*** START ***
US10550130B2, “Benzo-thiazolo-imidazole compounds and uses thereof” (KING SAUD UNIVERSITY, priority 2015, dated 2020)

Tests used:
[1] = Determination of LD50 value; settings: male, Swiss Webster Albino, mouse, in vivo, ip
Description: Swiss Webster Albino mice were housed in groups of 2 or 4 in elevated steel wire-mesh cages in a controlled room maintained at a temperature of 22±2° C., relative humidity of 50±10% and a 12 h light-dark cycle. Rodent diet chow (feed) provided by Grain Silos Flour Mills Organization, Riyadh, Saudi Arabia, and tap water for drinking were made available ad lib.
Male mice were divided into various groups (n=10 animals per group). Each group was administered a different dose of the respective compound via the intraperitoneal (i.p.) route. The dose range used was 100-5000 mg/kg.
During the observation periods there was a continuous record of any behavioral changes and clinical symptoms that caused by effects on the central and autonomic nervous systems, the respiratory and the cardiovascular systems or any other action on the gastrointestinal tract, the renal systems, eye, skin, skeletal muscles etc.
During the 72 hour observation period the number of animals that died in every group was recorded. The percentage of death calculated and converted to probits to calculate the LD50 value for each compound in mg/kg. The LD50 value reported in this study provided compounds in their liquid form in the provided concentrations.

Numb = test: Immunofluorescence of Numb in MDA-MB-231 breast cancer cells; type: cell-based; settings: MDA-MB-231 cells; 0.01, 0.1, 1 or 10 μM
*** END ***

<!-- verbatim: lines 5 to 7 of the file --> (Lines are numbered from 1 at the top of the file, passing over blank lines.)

Male mice were divided into various groups (n=10 animals per group). Each group was administered a different dose of the respective compound via the intraperitoneal (i.p.) route. The dose range used was 100-5000 mg/kg.
During the observation periods there was a continuous record of any behavioral changes and clinical symptoms that caused by effects on the central and autonomic nervous systems, the respiratory and the cardiovascular systems or any other action on the gastrointestinal tract, the renal systems, eye, skin, skeletal muscles etc.
During the 72 hour observation period the number of animals that died in every group was recorded. The percentage of death calculated and converted to probits to calculate the LD50 value for each compound in mg/kg. The LD50 value reported in this study provided compounds in their liquid form in the provided concentrations.